Special Issue "Mapping Surface Structure and Topography by Airborne and Spaceborne Altimetry"

A special issue of Remote Sensing (ISSN 2072-4292). This special issue belongs to the section "Remote Sensing in Geology, Geomorphology and Hydrology".

Deadline for manuscript submissions: closed (10 August 2021).

Special Issue Editors

Dr. Frédérique Seyler
E-Mail Website
Guest Editor
ESPACE-DEV, UMR 228 IRD/UM/UR/UG/UA, Institut de Recherche pour le Développement (IRD), 34093 Montpellier, France
Interests: space hydrology (radar altimetry); spatial distribution of soils using knowledge-based models and remote sensing (visible; IR; and SAR); characterization of land use (texture analysis; object-oriented approaches; expert classifications; modeling)
Special Issues and Collections in MDPI journals
Dr. Stefano Vignudelli
E-Mail Website
Guest Editor
Consiglio Nazionale delle Ricerche (CNR), Area della Ricerca CNR S. Cataldo, Via Moruzzi 1, 56100 Pisa, Italy
Interests: ocean and land remote sensing; satellite radar altimetry; water level; coastal zone; inland waters
Special Issues and Collections in MDPI journals

Special Issue Information

Dear Colleagues,

The topography of the earth’s surface is the result of long-term structural and tectonic evolution of the earth together with the distribution of the gravity field that conditions the circulation of water. The circulation of water at the surface of the ground, in the subsurface, and at depth shapes reliefs through mechanical and chemical erosion. Topography is, in turn, one of the factors affecting the differentiation of soils and their microbial communities; it is essential for the characterization of watersheds and, therefore, for hydrological modeling; and it is one of the parameters of sun illumination and, thus, the amount of energy received by the earth’s surface and, consequently, one of the discriminating parameters of plant phenology. Spatialized knowledge of topography is essential in managing flood or landslide risks as well as in urban planning. The absolute and relative accuracy of global numerical terrain models is insufficient for applications that require, for example, discrimination of the shape of slopes, characterization of soil typology, or determination of flood risk in urban areas.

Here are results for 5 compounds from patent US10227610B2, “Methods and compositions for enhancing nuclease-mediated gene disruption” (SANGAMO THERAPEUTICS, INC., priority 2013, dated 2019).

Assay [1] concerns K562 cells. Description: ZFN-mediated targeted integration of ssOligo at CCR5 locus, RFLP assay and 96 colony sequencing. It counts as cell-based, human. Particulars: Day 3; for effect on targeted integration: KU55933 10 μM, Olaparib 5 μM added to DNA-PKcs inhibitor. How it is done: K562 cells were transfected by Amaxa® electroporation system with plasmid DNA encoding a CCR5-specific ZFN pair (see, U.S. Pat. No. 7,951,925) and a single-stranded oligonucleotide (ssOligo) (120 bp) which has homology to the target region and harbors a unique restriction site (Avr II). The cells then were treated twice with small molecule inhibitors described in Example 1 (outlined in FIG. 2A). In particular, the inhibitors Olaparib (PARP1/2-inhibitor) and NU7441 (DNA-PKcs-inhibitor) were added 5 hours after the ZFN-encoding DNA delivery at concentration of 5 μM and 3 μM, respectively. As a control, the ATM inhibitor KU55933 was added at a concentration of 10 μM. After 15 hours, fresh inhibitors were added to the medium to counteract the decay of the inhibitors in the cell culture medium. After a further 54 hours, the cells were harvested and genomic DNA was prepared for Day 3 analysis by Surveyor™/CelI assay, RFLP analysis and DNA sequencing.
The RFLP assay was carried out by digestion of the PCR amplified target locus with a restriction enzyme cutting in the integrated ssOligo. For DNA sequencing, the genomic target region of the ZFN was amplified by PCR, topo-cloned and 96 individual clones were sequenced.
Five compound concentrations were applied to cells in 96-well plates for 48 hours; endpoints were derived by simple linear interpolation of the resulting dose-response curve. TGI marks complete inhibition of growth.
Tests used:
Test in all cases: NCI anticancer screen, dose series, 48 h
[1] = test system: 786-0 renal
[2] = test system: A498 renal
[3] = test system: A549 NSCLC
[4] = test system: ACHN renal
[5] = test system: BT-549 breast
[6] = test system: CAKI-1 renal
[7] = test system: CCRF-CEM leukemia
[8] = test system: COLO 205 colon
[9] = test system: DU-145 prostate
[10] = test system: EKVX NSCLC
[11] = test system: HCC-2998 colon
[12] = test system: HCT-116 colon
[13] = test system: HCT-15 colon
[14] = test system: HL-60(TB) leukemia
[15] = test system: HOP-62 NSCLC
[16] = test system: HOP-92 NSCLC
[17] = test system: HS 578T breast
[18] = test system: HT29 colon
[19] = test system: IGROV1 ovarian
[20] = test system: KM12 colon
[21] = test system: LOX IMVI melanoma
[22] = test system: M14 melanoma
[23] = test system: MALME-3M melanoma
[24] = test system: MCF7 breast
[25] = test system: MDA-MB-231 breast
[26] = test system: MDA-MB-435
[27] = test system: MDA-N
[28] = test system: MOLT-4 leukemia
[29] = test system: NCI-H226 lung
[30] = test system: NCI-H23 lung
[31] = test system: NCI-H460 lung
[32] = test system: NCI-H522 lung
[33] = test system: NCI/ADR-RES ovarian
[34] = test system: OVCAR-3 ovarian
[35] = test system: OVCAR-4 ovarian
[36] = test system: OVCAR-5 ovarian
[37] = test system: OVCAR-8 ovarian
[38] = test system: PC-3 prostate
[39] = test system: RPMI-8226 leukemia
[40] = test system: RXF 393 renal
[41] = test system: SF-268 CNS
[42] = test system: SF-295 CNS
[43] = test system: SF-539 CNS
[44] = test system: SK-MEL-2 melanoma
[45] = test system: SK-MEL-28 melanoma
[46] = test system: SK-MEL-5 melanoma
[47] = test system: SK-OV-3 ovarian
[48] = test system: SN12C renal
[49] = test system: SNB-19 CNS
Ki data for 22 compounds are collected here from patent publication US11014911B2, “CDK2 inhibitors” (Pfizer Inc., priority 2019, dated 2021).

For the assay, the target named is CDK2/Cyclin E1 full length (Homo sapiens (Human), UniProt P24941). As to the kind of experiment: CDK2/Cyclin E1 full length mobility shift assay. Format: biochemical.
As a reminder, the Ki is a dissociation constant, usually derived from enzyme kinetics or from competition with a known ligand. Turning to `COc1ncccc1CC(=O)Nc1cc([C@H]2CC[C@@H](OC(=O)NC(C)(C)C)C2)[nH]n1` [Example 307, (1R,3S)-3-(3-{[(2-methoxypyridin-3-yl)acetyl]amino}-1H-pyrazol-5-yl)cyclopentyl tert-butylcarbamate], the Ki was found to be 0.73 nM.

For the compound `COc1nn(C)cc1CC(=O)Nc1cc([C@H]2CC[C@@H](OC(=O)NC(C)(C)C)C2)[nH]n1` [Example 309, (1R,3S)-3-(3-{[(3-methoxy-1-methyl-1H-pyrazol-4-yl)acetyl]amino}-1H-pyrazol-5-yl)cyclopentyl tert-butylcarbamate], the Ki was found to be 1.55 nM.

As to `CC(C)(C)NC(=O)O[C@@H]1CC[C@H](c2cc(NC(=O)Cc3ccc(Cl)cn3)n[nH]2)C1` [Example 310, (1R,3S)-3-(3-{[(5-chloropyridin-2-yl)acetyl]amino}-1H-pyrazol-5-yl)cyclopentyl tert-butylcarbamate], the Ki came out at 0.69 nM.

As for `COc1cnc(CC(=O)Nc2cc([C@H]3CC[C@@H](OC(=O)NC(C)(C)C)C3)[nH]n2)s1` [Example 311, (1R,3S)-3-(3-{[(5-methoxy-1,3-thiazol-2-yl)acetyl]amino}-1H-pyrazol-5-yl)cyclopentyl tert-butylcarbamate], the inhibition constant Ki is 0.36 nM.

Satellite radar altimetry missions have been used for characterization of the ocean surface and, thus, the topography of the ocean floor as well for geodesic studies concerning the distribution of the gravity field on the earth’s surface. Since TOPEX/Poseidon and ERS, altimeter spatial data have begun to be used to characterize the surface of continental water bodies (e.g., lakes, rivers, reservoirs, wetlands, etc.). Some drift orbit missions have been used to map the surface of polar ice caps or continental surfaces. Great advances are expected given the possibility offered by new missions (e.g., CryoSat-2, Sentinel-3) in rethinking processing over the various complex surfaces using along-track unfocused/focused synthetic aperture radar (SAR) approaches. Some uses of GPS or Galileo (GNSS) signals may also allow for better mapping of topography. The use of images in the visible domain in stereoscopic mode or the use of oblique images is a means of producing terrain mapping. Studying the phase of images in the microwave spectrum is also one of the ways to map the terrain or its evolution in a short time.

The aim of this Special Issue is to take stock of the latest knowledge in these different fields and to address the crucial issue of accuracy in global topographical models.

Dr. Frédérique Seyler
Dr. Stefano Vignudelli
Guest Editors

Manuscript Submission Information

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Keywords

  • radar altimetry
  • radar/optical imagery
  • GNSS
  • topography

Published Papers (2 papers)

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Research

Article
An Analytical Method for Dynamic Wave-Related Errors of Interferometric SAR Ocean Altimetry under Multiple Sea States